Pick out the stuff that is important to "this" scene and check out where each important character is at this stage in the book.
Belle and Danton are at a ball. They've been friends for years. Now that Belle has to marry--so her younger, prettier sister can marry (it's a regency)--she thought he'd offer.
She's falling in love with him, and because he's her friend, she's open to him. He feels "something", but because of his background--shuts it down. So in this scene the emotional clots form around Belle's interactions with Danton and her emotions. Because it's very difficult, if not impossible to write a story where both people are shut down.
The ball itself? The border of the paper? Belle's feelings toward the room, her family, the heat, the food, whatever textures the scene, aren't all that important.
The paper that connects the clots is important (give me a second to get to that).
If the emotion isn't already there growing out of the characters and how they've interacted to this point, then it needs to be dissected still further.
What exactly is Belle feeling? Is she feeling betrayed or lost? Angry? Confused? Pick out the "top" emotions, the emotions that show and write them on the top half of a paper. Draw a line horizontally in the middle of the paper and write her internal emotions.
I'm going to say Belle appears angry and mad. Her internal emotions are betrayed and lost.
Now do some free association. Angry, red face, open mouth, narrowed eyes, flush, stomping, big gestures. Stuff that shows visually. Things your reader will connect with.
Now do the same thing for the internal stuff. Stomach hurts, can't breathe, want to cry, want to touch Danton, afraid to touch Danton. Thoughts circling like leaves in a hurricane.
Whatever you want to write. Don't worry about what it is, simply get down stuff you know you'd feel or want, or think. Internal stuff. Needs and fears, all the grotty stuff you've felt yourself. Write it all in section you saved for those emotions, and keep going until you can't write anymore. If you simply can't figure it out, ask someone.
"If you saw an angry person, how would you know they were angry?" "If you felt lost, how would you feel?"
Scared? Write it down. Clingy? Write that down too.
Now take another piece of paper and write down all the "things" in the scene that could point up those feelings, visuals and emotions.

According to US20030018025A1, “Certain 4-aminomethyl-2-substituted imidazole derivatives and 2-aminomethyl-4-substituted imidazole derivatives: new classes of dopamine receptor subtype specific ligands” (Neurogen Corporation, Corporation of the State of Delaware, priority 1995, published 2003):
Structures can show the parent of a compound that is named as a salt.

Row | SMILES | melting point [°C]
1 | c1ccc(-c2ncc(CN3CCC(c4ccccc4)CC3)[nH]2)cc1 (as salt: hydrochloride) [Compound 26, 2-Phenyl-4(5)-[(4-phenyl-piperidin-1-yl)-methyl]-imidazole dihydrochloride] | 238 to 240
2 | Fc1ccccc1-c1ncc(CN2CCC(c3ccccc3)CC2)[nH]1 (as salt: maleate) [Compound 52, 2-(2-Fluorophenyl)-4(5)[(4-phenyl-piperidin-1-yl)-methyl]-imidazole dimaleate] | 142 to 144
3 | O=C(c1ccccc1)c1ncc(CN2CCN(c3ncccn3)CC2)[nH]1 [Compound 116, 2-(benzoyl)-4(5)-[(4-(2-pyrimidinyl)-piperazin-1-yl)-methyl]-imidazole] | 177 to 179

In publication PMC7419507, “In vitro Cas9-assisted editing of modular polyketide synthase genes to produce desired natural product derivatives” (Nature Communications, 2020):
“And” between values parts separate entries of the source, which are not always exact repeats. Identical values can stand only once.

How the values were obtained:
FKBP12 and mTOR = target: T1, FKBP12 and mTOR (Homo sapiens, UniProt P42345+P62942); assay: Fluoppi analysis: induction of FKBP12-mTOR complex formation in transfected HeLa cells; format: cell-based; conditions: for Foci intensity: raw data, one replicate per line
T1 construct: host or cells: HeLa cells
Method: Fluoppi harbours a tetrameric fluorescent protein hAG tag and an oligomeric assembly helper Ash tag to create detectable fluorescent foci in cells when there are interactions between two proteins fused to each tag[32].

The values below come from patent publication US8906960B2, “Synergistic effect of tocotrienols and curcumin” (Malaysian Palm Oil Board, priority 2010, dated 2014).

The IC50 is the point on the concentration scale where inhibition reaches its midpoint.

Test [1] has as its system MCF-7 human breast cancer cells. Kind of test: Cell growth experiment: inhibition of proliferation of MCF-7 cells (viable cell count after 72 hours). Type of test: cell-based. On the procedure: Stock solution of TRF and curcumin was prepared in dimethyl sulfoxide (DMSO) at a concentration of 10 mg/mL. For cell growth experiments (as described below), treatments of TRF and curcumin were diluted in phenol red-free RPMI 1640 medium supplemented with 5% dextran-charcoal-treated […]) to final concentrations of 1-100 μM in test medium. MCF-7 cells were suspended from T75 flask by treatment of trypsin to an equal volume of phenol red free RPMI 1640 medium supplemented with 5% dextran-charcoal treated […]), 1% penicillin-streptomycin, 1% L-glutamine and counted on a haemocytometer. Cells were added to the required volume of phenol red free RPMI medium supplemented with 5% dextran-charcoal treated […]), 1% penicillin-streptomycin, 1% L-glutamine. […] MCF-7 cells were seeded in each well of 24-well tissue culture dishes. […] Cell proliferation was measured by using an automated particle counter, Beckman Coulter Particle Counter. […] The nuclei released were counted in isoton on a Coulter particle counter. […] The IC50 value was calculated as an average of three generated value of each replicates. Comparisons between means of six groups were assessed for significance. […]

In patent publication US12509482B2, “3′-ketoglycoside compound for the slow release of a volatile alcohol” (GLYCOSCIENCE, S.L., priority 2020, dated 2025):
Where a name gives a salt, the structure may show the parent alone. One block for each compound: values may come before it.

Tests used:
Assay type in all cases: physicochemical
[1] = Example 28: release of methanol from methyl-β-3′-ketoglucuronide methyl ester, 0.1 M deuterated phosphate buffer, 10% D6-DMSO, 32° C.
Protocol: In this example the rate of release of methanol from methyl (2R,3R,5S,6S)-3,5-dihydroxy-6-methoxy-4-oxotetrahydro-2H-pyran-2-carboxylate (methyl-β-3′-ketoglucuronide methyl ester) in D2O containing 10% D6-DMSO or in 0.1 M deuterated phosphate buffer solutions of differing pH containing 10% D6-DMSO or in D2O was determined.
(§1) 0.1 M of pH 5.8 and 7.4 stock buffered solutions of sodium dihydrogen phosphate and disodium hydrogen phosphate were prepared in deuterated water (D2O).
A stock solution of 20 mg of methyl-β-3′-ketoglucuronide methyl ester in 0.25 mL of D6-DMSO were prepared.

Angry? Maybe the room they end up in has red wall paper, or there's a statue of Medusa on the mantel. Betrayed? Maybe there's a porcelain heart on the mantel, and when Belle waves her arms, she knocks it over and it shatters. If she can't breathe, maybe the ball is a squeeze.
Lost? Maybe the host has children who wander out on the terrace and get lost. A nursemaid comes running after them, terrified she'll lose her job.
Now take all that and use it.
It's only melodrama because as introverts that's our perception of it.
Belle corners Danton, with a flush running up her chest, beet-red, eyes narrowed, and so incredibly hurt. She can't breathe, her stomach hurts and as she swings around after confronting him, she knocks over a delicate porcelain heart and it shatters on the cold white marble floor.
The more free association you can include in the scene, the deeper the emotional clot you form around Belle.
It'd work the same way with Danton if he wasn't (imho) cold in this scene (which you just pointed up with the cold marble floor breaking the porcelain heart). If you create a scene in which he's also angry on top and hurting underneath, maybe he has a cold kind of anger which manifests in stiff lips, or a pale white face. And maybe all he wants to do is escape because he can't deal with "her" anger. So it's like someone keeps punching him and he gets whiter and whiter, and finally turns to leave.
And that Medusa? The reflection of Belle's anger? The red wall paper? Mood setting? Maybe a storm is rising and a cold wind rattles the windows and breaks a pane.
Layers. Lots of layers.
In a very deliberate kind of way.